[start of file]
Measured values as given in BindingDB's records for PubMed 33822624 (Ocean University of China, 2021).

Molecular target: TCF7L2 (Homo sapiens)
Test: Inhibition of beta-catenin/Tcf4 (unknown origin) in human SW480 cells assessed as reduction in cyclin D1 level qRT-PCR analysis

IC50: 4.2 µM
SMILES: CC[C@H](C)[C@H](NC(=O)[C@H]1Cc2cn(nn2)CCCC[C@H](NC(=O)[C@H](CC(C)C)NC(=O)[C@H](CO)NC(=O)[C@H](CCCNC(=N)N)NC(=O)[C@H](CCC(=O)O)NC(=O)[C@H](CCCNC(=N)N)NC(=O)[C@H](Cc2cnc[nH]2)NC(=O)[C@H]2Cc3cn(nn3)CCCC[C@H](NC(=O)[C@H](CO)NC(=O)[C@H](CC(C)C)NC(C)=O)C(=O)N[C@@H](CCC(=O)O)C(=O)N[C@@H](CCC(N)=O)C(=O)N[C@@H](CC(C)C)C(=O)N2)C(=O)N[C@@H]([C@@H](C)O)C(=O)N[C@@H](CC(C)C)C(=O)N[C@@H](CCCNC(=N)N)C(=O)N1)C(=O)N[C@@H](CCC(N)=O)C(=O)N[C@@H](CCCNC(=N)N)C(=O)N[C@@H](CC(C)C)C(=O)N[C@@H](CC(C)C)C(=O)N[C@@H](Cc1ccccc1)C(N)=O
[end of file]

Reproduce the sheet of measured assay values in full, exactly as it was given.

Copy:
Measured values as given in BindingDB's records for PubMed 33822624 (Ocean University of China, 2021).

Molecular target: TCF7L2 (Homo sapiens)
Test: Inhibition of beta-catenin/Tcf4 (unknown origin) in human SW480 cells assessed as reduction in cyclin D1 level qRT-PCR analysis

IC50: 4.2 µM
SMILES: CC[C@H](C)[C@H](NC(=O)[C@H]1Cc2cn(nn2)CCCC[C@H](NC(=O)[C@H](CC(C)C)NC(=O)[C@H](CO)NC(=O)[C@H](CCCNC(=N)N)NC(=O)[C@H](CCC(=O)O)NC(=O)[C@H](CCCNC(=N)N)NC(=O)[C@H](Cc2cnc[nH]2)NC(=O)[C@H]2Cc3cn(nn3)CCCC[C@H](NC(=O)[C@H](CO)NC(=O)[C@H](CC(C)C)NC(C)=O)C(=O)N[C@@H](CCC(=O)O)C(=O)N[C@@H](CCC(N)=O)C(=O)N[C@@H](CC(C)C)C(=O)N2)C(=O)N[C@@H]([C@@H](C)O)C(=O)N[C@@H](CC(C)C)C(=O)N[C@@H](CCCNC(=N)N)C(=O)N1)C(=O)N[C@@H](CCC(N)=O)C(=O)N[C@@H](CCCNC(=N)N)C(=O)N[C@@H](CC(C)C)C(=O)N[C@@H](CC(C)C)C(=O)N[C@@H](Cc1ccccc1)C(N)=O